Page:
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  • Original Article
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Clinical Research

[-2]proPSA is an early marker for prostate cancer aggressiveness



The aim of the study was to evaluate the correlation between preoperative [-2]proPSA, the Gleason Score (GS) and the risk of non-organ-confined (NOC) disease in patients undergoing radical prostatectomy (RP).


Beckman Coulter Access immunoassay was used to study serum specimens of 381 patients enrolled in a prostate cancer (PCa) early detection program. Inclusion criteria were three or more available serum specimens over 4 years before diagnosis. The values obtained were correlated with the GSs and pathological stages of specimens obtained at RP.


[-2]proPSA levels were significantly higher in the cancer group (n=208) than in the benign group (n=173). Already 4 years before diagnosis [-2]proPSA differed significantly between PCa and benign prostate in all measured time points, however, highest prediction value was 2 and 1 years before diagnosis (P<0.001). When stratified [-2]proPSA levels according to GS of RP specimens, [-2]proPSA was highest in patients with GS8 and lowest in those with GS6.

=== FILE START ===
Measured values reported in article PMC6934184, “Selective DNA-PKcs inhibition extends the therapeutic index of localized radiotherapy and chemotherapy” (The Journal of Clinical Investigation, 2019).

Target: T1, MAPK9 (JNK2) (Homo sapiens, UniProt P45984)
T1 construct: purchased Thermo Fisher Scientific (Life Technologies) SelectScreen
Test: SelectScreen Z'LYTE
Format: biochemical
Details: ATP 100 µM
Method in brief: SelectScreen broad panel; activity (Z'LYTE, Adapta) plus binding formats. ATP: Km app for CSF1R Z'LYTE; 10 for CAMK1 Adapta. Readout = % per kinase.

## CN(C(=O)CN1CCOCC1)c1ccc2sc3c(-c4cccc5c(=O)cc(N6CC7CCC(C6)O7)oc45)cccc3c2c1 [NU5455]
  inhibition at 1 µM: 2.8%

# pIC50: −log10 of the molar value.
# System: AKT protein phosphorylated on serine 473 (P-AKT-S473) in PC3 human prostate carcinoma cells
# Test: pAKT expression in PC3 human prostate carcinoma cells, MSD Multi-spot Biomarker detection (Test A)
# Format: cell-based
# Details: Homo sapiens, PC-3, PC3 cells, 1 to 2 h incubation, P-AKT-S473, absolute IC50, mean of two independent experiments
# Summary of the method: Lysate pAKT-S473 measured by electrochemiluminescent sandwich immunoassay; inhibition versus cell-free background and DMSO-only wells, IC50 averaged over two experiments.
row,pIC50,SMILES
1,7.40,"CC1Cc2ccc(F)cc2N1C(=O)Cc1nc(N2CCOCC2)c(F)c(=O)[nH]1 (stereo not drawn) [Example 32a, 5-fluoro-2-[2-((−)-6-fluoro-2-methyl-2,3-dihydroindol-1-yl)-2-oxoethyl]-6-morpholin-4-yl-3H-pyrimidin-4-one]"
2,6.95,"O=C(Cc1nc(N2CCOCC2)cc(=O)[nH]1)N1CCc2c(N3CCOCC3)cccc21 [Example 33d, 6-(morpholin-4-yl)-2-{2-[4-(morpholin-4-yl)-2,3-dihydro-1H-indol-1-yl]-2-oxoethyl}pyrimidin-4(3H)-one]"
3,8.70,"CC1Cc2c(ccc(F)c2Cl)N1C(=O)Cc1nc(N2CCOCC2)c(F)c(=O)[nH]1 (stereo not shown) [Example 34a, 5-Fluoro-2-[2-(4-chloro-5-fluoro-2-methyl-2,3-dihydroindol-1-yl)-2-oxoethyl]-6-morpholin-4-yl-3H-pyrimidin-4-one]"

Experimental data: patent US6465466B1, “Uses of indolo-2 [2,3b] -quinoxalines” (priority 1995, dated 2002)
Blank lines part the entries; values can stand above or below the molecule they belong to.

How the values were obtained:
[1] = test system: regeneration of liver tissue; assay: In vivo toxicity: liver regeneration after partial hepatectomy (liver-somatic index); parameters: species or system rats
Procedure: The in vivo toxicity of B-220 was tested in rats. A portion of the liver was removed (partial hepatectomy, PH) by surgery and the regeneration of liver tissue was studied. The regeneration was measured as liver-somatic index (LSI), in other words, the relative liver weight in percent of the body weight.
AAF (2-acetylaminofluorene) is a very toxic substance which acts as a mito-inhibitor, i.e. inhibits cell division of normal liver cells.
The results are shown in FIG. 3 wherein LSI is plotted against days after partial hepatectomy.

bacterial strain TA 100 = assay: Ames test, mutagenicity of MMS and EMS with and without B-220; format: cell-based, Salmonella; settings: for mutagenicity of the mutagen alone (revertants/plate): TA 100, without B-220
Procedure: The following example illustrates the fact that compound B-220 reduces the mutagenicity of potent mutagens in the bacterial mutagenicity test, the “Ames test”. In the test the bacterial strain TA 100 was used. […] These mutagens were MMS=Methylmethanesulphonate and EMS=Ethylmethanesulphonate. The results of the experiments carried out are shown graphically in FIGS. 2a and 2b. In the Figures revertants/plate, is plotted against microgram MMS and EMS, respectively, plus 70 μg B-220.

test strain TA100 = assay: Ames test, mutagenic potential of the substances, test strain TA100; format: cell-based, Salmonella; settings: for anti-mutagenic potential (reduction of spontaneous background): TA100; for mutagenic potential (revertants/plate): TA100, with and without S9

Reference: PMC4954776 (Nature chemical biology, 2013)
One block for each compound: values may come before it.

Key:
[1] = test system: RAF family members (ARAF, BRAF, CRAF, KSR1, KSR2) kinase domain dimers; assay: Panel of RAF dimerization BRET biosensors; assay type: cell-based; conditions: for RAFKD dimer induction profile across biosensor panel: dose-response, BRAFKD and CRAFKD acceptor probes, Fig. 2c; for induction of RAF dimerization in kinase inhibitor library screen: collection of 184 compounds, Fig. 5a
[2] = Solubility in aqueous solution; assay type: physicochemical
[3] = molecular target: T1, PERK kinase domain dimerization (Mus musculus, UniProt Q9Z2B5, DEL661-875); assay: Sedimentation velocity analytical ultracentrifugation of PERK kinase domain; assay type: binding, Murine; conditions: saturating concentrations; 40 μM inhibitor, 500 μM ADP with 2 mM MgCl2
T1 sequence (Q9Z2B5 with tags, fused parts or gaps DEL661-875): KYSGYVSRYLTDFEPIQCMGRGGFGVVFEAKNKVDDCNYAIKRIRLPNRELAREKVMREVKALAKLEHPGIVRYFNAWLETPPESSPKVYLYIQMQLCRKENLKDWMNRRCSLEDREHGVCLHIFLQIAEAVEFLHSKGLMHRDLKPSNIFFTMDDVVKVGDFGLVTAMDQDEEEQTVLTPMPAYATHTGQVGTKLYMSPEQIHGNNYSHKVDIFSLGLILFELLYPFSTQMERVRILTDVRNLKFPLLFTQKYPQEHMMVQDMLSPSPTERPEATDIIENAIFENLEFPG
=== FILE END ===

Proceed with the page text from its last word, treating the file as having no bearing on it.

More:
The difference in [-2]proPSA values between GS8 and GS7 was highly significant (P<0.01) already 3 years before diagnosis. Investigating the correlation between extraprostatic extension and the preoperative [-2]proPSA levels we found preoperative [-2]proPSA values significantly higher in men with NOC PCa compared with organ-confined (OC) cancers.

The highest predictive value of [-2]proPSA to differ between OC and extraprostatic extension was found 3 and 2 years before RP.


Patients with high [-2]proPSA levels in the years before cancer diagnosis are at a higher risk of having aggressive PCas. Thus, the [-2]proPSA should be included in the treatment decision-making for managing screen-detected PCa.

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Correspondence to J Bektic.

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Supplementary Information accompanies the paper on the Prostate Cancer and Prostatic Diseases website

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Heidegger, I., Klocker, H., Steiner, E. et al. [-2]proPSA is an early marker for prostate cancer aggressiveness. Prostate Cancer Prostatic Dis 17, 70–74 (2014).

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